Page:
High on Mercury

The waters of Palm Beach County, Florida is one the last places on earth where you can see large numbers of Goliath Groupers like aggregated during the spawning season months of August and September.

Florida’s Goliath grouper are one of my favorite fish. In addition to being quite large, the unflappable nature and unique appearance of these animals make them great photo subjects, especially here off South Florida’s Palm Beach Coast where the underwater visibility is often very good and the local population is robust. The revival presence of these giant groupers have created a big-ticket attraction for local dive operations and the envy of dive destinations around the world.

The waters of Palm Beach County, Florida is one the last places on earth where you can see large numbers of Goliath Groupers like aggregated during the spawning season months of August and September.

This is especially true during August and September, the months these fish aggregate in large numbers to spawn. Jumping in the water to come face to face with 20, 30 or sometimes as many as 90 mature goliaths is a pretty special treat. But though populations have rebounded dramatically around Florida, life is not entirely rosy for these big fish.

Back from the Brink

By the late 1980s overfishing had decimated populations of goliath groupers in Florida waters. In 1990, the fish were placed under complete protection through a Federal Moratorium under the Magnuson-Stevens Fisheries Act initiated by NOAA’s National Marine Fisheries Service (NMFS). In the years since, goliath numbers have rebounded on both Florida’s east and west coasts, but their numbers were so low that another ten years would pass before spawning in aggregations would be documented.

Today, protection efforts are seen as a success, as mature fish can once again be found on reefs and wrecks, and spawning aggregations occur on an annual basis. But this recovery has also sparked strong opinions and divided emotions. Some special interest groups want the goliaths reopened to commercial harvest, and others push for limited recreational access. On the other side of the argument, those in favor of continued protection feel that the goliaths cannot handle the pressure of a harvest, which would quickly remove large breeders from the population and send stocks crashing. This fear is not unfounded. The Atlantic Goliath Grouper (Epinephelus itajara) as well as other members of its kind are in serious decline throughout the rest of the fish’s natural range. Outside of Florida, their numbers are now near zero; with organizations like the IUCN (International Union for Conservation of Nature) currently having them Red Listed as ‘Critically Endangered’.

While this argument goes on, an even darker specter is now emerging that threatens these fish: mercury. The same year goliaths were placed under protected status, the job of monitoring the species was put into the hands of scientists at both the National Marine Fisheries Service (NMFS) and Florida State University (FSU). FSU’s Research Ecologist, Dr. Chris Koenig, and his colleagues, began a detailed study of the fish’s natural history. My own introduction to Dr. Koenig’s research began during a Goliath grouper spawning aggregation survey trip in Florida’s southern Gulf Mexico in 2001.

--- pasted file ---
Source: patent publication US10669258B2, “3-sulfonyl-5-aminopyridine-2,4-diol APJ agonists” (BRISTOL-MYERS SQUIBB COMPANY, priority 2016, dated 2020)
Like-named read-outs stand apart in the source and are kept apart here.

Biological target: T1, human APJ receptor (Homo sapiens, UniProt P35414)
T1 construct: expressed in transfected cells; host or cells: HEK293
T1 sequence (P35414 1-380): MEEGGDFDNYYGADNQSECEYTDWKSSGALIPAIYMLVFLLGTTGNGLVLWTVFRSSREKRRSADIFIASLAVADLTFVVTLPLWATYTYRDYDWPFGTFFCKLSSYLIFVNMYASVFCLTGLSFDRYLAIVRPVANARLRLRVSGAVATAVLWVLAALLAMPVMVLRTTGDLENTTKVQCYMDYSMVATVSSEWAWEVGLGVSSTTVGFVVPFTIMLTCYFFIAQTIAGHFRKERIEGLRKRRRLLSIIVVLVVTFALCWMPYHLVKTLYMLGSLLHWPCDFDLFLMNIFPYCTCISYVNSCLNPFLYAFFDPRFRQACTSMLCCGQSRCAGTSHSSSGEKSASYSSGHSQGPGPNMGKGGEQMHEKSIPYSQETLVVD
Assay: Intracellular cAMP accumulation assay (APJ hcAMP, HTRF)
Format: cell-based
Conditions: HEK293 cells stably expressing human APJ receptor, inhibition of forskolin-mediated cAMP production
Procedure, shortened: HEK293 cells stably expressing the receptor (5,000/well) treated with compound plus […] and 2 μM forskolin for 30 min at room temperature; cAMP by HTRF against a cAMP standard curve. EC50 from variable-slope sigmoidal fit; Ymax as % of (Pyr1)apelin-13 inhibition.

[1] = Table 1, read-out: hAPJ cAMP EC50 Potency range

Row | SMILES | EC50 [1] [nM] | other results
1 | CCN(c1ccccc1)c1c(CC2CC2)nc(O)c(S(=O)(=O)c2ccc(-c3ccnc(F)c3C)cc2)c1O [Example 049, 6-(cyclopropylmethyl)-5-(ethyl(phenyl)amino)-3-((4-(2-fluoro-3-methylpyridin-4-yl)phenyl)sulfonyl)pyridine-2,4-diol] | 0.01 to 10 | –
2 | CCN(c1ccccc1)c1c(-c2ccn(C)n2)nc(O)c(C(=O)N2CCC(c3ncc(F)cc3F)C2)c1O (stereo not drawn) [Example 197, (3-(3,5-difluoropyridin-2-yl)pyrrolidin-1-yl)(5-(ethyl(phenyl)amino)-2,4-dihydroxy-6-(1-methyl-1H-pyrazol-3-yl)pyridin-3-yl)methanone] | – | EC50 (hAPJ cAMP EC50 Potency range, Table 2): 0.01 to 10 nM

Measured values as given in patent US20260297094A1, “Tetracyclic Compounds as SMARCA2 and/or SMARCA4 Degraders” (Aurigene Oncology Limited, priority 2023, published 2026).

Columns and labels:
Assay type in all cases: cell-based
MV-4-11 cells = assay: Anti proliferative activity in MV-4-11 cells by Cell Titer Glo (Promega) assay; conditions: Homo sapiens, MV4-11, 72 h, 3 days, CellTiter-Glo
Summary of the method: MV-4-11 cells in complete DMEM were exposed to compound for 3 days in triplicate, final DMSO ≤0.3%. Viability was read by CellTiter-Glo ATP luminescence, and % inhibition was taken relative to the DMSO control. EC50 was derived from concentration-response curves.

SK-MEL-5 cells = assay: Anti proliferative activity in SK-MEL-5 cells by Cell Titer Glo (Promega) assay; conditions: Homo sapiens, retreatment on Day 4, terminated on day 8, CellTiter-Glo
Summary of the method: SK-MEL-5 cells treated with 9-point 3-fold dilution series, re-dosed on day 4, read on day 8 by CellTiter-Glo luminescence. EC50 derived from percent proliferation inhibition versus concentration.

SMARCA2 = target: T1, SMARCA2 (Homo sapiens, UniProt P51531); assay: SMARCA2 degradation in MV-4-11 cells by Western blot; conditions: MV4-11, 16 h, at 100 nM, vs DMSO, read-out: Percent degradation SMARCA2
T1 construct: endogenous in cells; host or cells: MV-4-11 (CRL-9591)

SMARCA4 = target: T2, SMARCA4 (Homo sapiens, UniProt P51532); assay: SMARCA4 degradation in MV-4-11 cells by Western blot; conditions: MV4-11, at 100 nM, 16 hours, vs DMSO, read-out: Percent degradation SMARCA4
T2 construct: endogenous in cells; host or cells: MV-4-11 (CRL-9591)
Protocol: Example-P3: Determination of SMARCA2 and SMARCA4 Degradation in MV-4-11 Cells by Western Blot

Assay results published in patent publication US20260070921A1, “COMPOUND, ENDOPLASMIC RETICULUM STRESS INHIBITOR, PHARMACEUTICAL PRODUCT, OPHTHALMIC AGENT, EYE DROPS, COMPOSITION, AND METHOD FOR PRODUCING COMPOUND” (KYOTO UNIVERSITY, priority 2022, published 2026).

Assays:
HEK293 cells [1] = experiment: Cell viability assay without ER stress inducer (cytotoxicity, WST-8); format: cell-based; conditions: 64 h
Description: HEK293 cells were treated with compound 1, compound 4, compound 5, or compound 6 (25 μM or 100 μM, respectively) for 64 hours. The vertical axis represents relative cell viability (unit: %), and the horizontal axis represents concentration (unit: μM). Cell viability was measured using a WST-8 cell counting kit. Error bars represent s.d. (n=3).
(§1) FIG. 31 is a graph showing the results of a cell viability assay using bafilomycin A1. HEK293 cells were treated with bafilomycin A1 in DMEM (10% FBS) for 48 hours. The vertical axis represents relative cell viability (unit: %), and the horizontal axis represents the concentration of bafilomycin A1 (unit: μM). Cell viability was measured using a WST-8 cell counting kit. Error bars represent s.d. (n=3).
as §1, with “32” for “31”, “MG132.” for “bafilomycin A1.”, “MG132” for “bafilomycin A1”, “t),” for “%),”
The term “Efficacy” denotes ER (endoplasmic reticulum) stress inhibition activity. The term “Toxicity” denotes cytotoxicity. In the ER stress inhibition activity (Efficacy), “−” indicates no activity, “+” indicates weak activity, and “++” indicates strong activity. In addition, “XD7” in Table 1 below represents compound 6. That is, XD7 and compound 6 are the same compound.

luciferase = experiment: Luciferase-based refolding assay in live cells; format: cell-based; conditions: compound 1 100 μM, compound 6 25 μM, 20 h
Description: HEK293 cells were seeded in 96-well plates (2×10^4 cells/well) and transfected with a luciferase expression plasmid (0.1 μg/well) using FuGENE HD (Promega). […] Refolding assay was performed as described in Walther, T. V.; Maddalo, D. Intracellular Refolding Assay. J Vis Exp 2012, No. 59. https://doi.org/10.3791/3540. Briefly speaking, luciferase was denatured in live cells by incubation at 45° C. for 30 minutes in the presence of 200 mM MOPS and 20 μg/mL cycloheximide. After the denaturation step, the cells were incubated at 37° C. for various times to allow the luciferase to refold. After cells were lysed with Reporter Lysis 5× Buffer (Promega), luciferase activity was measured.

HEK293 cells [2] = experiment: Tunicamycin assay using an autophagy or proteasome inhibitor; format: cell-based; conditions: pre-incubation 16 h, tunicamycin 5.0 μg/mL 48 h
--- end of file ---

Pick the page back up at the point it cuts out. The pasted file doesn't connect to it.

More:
Dr. Chris Koenig and his research team from Florida Atlantic University (FSU) conducting sampling from a live Goliath Grouper before releasing it back into the wild.
Dr. Chris Koenig and his research team from Florida Atlantic University (FSU) conducting sampling from a live Goliath Grouper before releasing it back into the wild.

Since then Chris has kept me up to speed on the latest findings as they continue to collect volumes of data using nonlethal capture and sampling methods from hundreds of Goliath groupers ranging between juveniles to full adults measuring 220 cm (7.2 ft) in length. The most recent information came from a MARFIN Project Final Report for NOAA on Regional Age Structure, Reproductive Biology and Tropical Patterns of Adult Goliath Grouper in Florida. Submitted by Florida State University (FSU) fish biologists, Chris Koenig and Felicia Coleman. In the report’s section on Diet and the Dynamics of Heavy Metal Contamination, FSU doctoral student, Chris Malinowski, found levels of methylmercury in adult Goliath groupers that were, to say the least, frightening.

Heavy Metal

Methylmercury, abbreviated as MMHg, is particularly nasty stuff with a propensity to accumulate appreciably in the tissues of fish, and to cause direct harm to the fish and to human consumers. This highly toxic compound was the cause of the worst epidemic of mercury poisoning in modern history. In the spring of 1956, residents of the Japanese city of Minamata came down with a range of symptoms that were the stuff of nightmares. These included acute ataxia (lack of voluntary coordination of muscle movements), numbness in the hands and feet, pronounced distortion of vision, hearing and even speech impairments sometimes resulting in complete loss of those functions. Even more dire symptoms of Minamata disease, as it was soon called, included insanity, paralysis and coma followed by death within weeks of the first onset of symptoms. It was eventually determined that these maladies were caused by eating fish contaminated with large amounts of mercury dumped into Minamata Bay from a nearby chemical plant. Birds, domestic animals and more than 900 people died from this contamination. Many more suffered sublethal effects.

For insights on methylmercury, I went to Christopher Malinowski, a Ph.D candidate who has been working with Dr. Koenig since 2012. Malinowski’s work started as a preliminary study after reading a paper on mercury concentrations in goliath groupers in one area of Florida’s west coast, published by FWC fishery biologist Douglas H. Adams and Christian Sonne in 2013.

Adams and Sonne’s work was based on tissue samplings from 56 goliath groupers (42 post-mortem), collected primarily from the Tampa area. These samples showed methylmercury concentrations levels in the muscle tissue of fish in a 4.5-year age range to average 0.63 ug/g (microgram per gram = parts per million [ppm]). Brain, gonad, kidney and liver tissue samples produced similar results. The highest levels were in livers, with concentration from around 2.87 ppm among juveniles as small 11.2 cm (4.4 inches), to elevations as high as 22.68 ppm among older fish that measured up to 218 cm (7.16 feet) in length.